Czech economy sees sharpest decline since establishment of independent Czech Republic

Compared to the previous year, the GDP fell 5.6 percent but government intervention kept the situation from worsening.

Raymond Johnston

Written by Raymond Johnston
Published on 03.02.2021 10:10 (updated on 03.02.2021)

The Czech economy last year saw its sharpest decline since the establishment of an independent Czech Republic. The gross domestic product (GDP) in 2020 fell by 5.6 percent, according to preliminary estimates from the Czech Statistical Office (ČSÚ).

The drop, though, was less than the estimates of some economists, the Ministry of Finance, or the Czech National Bank.

In the fourth quarter 2020, GDP fell by 5 percent compared to the same period of 2019. It rose by 0.3 percent quarter on quarter.

“In 2020, the deepest slump in economic performance in the history of the independent Czech Republic was recorded. … The decrease was influenced mainly by household consumption, investment expenditure, and also by a slump in external demand in the first half-year. The general government expenditure was growing,” the ČSÚ said in a press release.

“The gross value added (GVA) decrease was influenced the most by the development in the group of economic activities of trade, transportation, and accommodation and food service activities. Industry, construction and most of economic activities of services were also unsuccessful,” the ČSÚ added. GVA is the difference between the total value of the production of goods and services and the cost of production.

Last year’s economic development was marked by restrictions on trade, services or movement introduced by the state since March due to the COVID-19 pandemic. According to economists, the data showed that the effects of the autumn wave of the pandemic on the Czech economy were smaller than during the spring, mainly due to industry.

Analysts say the economy should return to growth this year, which they estimate at around 3 percent. In 2019, before the pandemic, the Czech economy grew by 2.2 percent.

Year-on-year, the Czech economy weakened every quarter last year, according to previously published ČSÚ data. Compared to the same time of the previous year, Czech GDP fell by 3.6 percent in Q1, 10.7 percent in Q2, 5.8 percent in Q3 and 5.0 percent in Q4.

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According to the ČSÚ, in addition to the reduction in household consumption, the decline in foreign demand in the first half of the year also contributed to the year-on-year decline.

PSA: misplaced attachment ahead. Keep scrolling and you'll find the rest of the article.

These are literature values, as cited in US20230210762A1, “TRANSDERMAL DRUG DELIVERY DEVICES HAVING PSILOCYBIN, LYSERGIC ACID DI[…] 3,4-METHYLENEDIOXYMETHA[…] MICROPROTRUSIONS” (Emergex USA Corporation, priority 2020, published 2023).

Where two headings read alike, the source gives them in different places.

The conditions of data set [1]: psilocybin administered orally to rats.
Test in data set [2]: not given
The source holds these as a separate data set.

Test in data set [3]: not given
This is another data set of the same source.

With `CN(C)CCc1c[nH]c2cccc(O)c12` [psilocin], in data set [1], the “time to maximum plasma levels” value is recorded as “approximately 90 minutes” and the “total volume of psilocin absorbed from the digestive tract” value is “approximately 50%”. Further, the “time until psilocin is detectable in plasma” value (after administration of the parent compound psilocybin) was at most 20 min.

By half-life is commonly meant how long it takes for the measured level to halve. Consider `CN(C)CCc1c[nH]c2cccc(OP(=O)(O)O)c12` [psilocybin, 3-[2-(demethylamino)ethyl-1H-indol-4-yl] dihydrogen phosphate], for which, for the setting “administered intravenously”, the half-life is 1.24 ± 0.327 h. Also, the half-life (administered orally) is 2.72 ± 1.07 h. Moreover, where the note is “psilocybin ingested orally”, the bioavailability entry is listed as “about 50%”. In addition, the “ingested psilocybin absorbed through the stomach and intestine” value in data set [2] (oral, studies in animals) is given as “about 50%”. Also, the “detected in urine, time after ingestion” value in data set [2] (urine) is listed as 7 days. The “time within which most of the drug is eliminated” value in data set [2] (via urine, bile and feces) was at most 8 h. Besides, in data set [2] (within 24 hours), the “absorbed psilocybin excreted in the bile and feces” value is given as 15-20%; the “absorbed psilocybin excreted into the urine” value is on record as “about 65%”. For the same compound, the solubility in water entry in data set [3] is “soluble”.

Surprisingly, many analysts saw the figures as overall good news.

“This is the deepest drop in GDP in the history of the independent Czech Republic, but due to the circumstances during the year, the resulting number is significantly above expectations,” Miroslav Novák, an analyst at Akcenta, said, according to the Czech News Agency (ČTK).

ČSOB analyst Petr Dufek said that government support for workers in various hard-hit sectors and other financial subsidies played a significant role the overall economic result did not turning out worse.

ING chief economist Jakub Seidler said net exports played an important role in the fourth quarter GDP. “But it also confirms – as monthly data until November suggested - that the negative impact of the second wave of Covid-19 was significantly smaller than in the spring, mainly as industry did not shut down,” he said on the ING website.

“However, the impact of restrictions and lockdowns was also milder on retail sales and services. …Retailers were also able to switch faster to online sales than during the first spring wave. But still, the main reason behind the positive [quarter-on-quarter] rate had to be net exports, in our view, which was not only due to better exports, but also lower imports given weaker investment,” he added.

Raiffeisenbank chief economist Helena Horská said most economists expected a quarter-on-quarter drop rather than a slight increase. “The result surprised positively. … Export and lower than expected decline in private consumption provided support,” she said on Twitter.

She added that relatively strong German economy in particular prevented a larger drop in GDP. The German economy’s 5 percent decline did not exceed the 2009 record. She also noted that Poland recorded an economic decline of 2.8 percent last year, it’s first decline since 1996.

“This year is a sign of hope. The number of usable coronavirus vaccines is increasing, and with it the hope that perhaps the life of the Czech economy will return to normal in the second half of this year if we effectively manage the vaccination process, David Marek, chief economist at Deloitte Czech Republic, said, according to Kurzy.cz. He estimates full-year growth in 2021 of between 2.5 and 3 percent.

The European Union as a whole performed worse than the Czech Republic last year, with EU GDP falling by 6.4 percent. In the eurozone countries, the decline was even more pronounced, at 6.8 percent.

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